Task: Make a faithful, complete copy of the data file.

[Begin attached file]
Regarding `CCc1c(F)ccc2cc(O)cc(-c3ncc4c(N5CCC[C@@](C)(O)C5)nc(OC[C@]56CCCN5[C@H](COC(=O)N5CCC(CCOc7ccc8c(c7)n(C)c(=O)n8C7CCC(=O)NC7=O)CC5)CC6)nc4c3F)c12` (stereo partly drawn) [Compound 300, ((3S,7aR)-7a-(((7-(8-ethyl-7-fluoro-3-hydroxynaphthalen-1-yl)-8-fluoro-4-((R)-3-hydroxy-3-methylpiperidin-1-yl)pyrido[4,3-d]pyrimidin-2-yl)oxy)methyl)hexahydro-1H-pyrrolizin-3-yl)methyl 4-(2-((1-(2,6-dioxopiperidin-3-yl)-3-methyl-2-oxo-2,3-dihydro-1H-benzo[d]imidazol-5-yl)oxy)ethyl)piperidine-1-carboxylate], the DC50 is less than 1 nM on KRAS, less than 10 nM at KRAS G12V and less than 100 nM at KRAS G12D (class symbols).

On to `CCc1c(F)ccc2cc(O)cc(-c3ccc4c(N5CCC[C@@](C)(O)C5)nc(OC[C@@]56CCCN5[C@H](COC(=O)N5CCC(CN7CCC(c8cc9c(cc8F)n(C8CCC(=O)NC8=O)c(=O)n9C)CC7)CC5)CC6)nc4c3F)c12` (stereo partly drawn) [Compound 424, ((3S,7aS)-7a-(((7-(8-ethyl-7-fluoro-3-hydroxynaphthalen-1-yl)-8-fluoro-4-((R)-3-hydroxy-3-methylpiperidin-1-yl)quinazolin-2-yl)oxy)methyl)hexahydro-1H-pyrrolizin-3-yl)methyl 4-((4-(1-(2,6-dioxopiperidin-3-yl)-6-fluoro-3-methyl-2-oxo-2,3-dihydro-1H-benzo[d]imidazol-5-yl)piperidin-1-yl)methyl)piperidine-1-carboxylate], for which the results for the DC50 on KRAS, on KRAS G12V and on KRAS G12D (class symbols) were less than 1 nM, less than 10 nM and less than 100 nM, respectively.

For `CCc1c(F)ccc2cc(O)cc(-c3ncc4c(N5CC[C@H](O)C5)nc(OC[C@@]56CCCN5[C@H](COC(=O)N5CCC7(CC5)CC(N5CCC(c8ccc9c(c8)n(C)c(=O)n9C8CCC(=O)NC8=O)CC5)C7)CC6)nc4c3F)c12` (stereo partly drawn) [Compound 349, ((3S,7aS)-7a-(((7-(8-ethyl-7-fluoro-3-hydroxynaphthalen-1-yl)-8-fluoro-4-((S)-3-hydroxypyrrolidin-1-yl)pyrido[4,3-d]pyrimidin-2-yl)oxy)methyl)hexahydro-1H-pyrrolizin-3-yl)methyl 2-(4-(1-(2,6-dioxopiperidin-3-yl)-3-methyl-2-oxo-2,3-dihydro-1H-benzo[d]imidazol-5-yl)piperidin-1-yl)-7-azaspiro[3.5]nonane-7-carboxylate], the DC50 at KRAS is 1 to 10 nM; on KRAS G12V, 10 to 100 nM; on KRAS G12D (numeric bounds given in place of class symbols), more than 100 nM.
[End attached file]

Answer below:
Regarding `CCc1c(F)ccc2cc(O)cc(-c3ncc4c(N5CCC[C@@](C)(O)C5)nc(OC[C@]56CCCN5[C@H](COC(=O)N5CCC(CCOc7ccc8c(c7)n(C)c(=O)n8C7CCC(=O)NC7=O)CC5)CC6)nc4c3F)c12` (stereo partly drawn) [Compound 300, ((3S,7aR)-7a-(((7-(8-ethyl-7-fluoro-3-hydroxynaphthalen-1-yl)-8-fluoro-4-((R)-3-hydroxy-3-methylpiperidin-1-yl)pyrido[4,3-d]pyrimidin-2-yl)oxy)methyl)hexahydro-1H-pyrrolizin-3-yl)methyl 4-(2-((1-(2,6-dioxopiperidin-3-yl)-3-methyl-2-oxo-2,3-dihydro-1H-benzo[d]imidazol-5-yl)oxy)ethyl)piperidine-1-carboxylate], the DC50 is less than 1 nM on KRAS, less than 10 nM at KRAS G12V and less than 100 nM at KRAS G12D (class symbols).

On to `CCc1c(F)ccc2cc(O)cc(-c3ccc4c(N5CCC[C@@](C)(O)C5)nc(OC[C@@]56CCCN5[C@H](COC(=O)N5CCC(CN7CCC(c8cc9c(cc8F)n(C8CCC(=O)NC8=O)c(=O)n9C)CC7)CC5)CC6)nc4c3F)c12` (stereo partly drawn) [Compound 424, ((3S,7aS)-7a-(((7-(8-ethyl-7-fluoro-3-hydroxynaphthalen-1-yl)-8-fluoro-4-((R)-3-hydroxy-3-methylpiperidin-1-yl)quinazolin-2-yl)oxy)methyl)hexahydro-1H-pyrrolizin-3-yl)methyl 4-((4-(1-(2,6-dioxopiperidin-3-yl)-6-fluoro-3-methyl-2-oxo-2,3-dihydro-1H-benzo[d]imidazol-5-yl)piperidin-1-yl)methyl)piperidine-1-carboxylate], for which the results for the DC50 on KRAS, on KRAS G12V and on KRAS G12D (class symbols) were less than 1 nM, less than 10 nM and less than 100 nM, respectively.

For `CCc1c(F)ccc2cc(O)cc(-c3ncc4c(N5CC[C@H](O)C5)nc(OC[C@@]56CCCN5[C@H](COC(=O)N5CCC7(CC5)CC(N5CCC(c8ccc9c(c8)n(C)c(=O)n9C8CCC(=O)NC8=O)CC5)C7)CC6)nc4c3F)c12` (stereo partly drawn) [Compound 349, ((3S,7aS)-7a-(((7-(8-ethyl-7-fluoro-3-hydroxynaphthalen-1-yl)-8-fluoro-4-((S)-3-hydroxypyrrolidin-1-yl)pyrido[4,3-d]pyrimidin-2-yl)oxy)methyl)hexahydro-1H-pyrrolizin-3-yl)methyl 2-(4-(1-(2,6-dioxopiperidin-3-yl)-3-methyl-2-oxo-2,3-dihydro-1H-benzo[d]imidazol-5-yl)piperidin-1-yl)-7-azaspiro[3.5]nonane-7-carboxylate], the DC50 at KRAS is 1 to 10 nM; on KRAS G12V, 10 to 100 nM; on KRAS G12D (numeric bounds given in place of class symbols), more than 100 nM.